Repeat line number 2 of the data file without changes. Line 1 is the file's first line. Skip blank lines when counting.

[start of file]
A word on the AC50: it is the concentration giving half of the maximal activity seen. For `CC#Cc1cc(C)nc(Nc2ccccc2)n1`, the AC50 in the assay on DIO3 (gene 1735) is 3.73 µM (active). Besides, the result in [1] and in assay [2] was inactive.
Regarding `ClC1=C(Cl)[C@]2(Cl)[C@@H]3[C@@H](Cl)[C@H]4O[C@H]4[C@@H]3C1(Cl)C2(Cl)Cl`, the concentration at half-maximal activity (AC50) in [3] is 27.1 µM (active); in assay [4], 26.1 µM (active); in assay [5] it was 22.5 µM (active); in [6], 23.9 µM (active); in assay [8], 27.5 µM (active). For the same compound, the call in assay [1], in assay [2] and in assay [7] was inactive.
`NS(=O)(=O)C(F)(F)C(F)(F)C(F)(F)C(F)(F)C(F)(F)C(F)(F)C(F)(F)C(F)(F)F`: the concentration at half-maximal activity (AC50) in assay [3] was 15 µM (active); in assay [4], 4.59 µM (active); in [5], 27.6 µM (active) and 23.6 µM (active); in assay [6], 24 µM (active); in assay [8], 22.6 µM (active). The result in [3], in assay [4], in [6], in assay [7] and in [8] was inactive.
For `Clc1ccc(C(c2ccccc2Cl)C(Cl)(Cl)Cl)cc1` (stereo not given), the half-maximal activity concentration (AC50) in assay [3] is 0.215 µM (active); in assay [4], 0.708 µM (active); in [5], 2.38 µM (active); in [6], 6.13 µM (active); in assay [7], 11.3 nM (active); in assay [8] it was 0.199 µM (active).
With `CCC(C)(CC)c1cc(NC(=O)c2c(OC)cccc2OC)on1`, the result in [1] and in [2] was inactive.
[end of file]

Regarding `ClC1=C(Cl)[C@]2(Cl)[C@@H]3[C@@H](Cl)[C@H]4O[C@H]4[C@@H]3C1(Cl)C2(Cl)Cl`, the concentration at half-maximal activity (AC50) in [3] is 27.1 µM (active); in assay [4], 26.1 µM (active); in assay [5] it was 22.5 µM (active); in [6], 23.9 µM (active); in assay [8], 27.5 µM (active). For the same compound, the call in assay [1], in assay [2] and in assay [7] was inactive.